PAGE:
Reader comment on Gunilla Norris's passage ...

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    On May 25, 2011 Somik Raha wrote:

    Very interesting thoughts from Ganoba. It brought up for me the notion of levels of awareness. At a gross level, I live in a dual world, where I am not you and you are not me. At a subtle level, my sharp dual boundaries blur, and this is where I start noticing paradoxes. At an undifferentiated level, there are no boundaries, and I cannot ask any rational questions, because there is no "I" to begin with.

    While some philosophies advocate for the undifferentiated level as the elixir of human achievement, I find a lot more depth in India's ancient Upanishads that makes me think twice before making a black-and-white judgment. For instance, the Isha Upanishad has the following in it (verse 9, quoting Aurobindo's translation):


    Into a blind darkness they enter who follow after the Ignorance, they as if into a greater darkness who devote themselves to the Knowledge alone.


    This is one of the most mysterious verses that unpacks its meaning when examined in the three dimensions of reality. The Vedas call all rational pursuits "avidya" or "ignorance," including the Vedas themselves, ascribing rationality to the gross level. :) Knowledge, or "vidya," is about direct experience, and exists at the level of undifferentiated reality. The subtle realm is where we dance from one to the other - there is nothing supernatural about it, or as Chris would say, it is "super" natural. Whenever we've felt love for someone, we've reached though the gross and into the undifferentiated.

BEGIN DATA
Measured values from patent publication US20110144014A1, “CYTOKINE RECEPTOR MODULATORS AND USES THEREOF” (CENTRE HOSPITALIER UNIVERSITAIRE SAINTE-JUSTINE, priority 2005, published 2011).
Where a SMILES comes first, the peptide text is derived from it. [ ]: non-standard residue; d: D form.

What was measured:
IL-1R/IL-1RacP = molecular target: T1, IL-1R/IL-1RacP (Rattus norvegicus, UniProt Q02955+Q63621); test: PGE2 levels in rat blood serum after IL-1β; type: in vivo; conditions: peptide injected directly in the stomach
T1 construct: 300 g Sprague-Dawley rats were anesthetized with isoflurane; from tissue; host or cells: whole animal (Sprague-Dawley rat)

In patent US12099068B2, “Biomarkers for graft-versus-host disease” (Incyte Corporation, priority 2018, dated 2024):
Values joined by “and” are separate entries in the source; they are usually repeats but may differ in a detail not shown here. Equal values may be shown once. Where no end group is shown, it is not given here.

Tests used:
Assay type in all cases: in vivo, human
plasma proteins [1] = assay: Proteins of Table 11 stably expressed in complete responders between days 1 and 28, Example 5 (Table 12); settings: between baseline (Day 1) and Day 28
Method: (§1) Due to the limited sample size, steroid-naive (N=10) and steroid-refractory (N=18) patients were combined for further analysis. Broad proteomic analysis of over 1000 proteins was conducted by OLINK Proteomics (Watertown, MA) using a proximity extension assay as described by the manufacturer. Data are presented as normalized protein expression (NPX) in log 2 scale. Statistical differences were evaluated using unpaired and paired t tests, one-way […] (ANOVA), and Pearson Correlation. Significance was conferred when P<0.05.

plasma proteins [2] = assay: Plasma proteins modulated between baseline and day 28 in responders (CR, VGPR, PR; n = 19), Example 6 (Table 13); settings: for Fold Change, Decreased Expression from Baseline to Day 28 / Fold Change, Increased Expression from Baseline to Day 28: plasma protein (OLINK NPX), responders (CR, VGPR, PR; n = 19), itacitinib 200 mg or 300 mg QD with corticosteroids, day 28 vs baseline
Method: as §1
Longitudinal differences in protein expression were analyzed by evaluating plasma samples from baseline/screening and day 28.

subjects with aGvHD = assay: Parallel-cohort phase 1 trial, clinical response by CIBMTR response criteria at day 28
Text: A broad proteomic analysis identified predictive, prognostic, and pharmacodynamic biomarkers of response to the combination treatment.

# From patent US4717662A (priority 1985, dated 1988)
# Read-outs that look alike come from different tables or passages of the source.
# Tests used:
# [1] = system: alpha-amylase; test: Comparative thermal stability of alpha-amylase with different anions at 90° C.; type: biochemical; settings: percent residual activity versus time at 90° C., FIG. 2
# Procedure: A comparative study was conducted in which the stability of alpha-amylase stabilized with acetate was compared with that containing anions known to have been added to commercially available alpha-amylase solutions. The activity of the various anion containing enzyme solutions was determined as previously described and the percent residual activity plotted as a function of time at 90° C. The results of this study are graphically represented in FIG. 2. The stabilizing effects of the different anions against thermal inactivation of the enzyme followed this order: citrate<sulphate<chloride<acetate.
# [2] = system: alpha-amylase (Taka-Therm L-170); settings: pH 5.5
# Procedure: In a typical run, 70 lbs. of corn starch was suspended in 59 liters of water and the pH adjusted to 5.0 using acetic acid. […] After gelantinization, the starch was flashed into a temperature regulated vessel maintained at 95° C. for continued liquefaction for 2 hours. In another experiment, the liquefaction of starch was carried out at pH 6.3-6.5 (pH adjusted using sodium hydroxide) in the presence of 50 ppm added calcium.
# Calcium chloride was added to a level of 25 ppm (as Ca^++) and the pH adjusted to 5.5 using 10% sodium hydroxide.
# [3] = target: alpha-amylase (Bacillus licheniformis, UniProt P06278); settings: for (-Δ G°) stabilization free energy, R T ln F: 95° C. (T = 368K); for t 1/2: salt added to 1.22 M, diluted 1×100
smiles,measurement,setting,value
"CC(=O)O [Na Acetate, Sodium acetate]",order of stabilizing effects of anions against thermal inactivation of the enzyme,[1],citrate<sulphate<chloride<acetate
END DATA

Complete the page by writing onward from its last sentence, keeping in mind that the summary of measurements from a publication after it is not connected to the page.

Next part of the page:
What this sloka seems to be saying is that those who pursue gross reality (which also includes intellectual spiritual inquiry, such as this comment) are in darkness. And those who pursue undifferentiated reality (direct experience) are in even greater darkness! How can that be? That can only be if the underlying reality (or darkness) between the gross and the undifferentiated are one and the same, and it is a deep mistake to think one is different from the other. As Tagore so explicitly states in his poetry, there is no meaning in undifferentiated reality were it not for the gross.

    On that note, when I was bringing Prof. Howard over to last Wednesday's guest talk, he commented, "Even reading the most boring book in the world is more interesting that being God." "God" is the term many cultures have ascribed to undifferentiated reality, and in that light, there is just infinite potential, but no expression. 

    In summary, the mind that perceives paradoxes is just as right as the mind that perceives duality, as the mind that does not exist. Time for a good laugh now. :)

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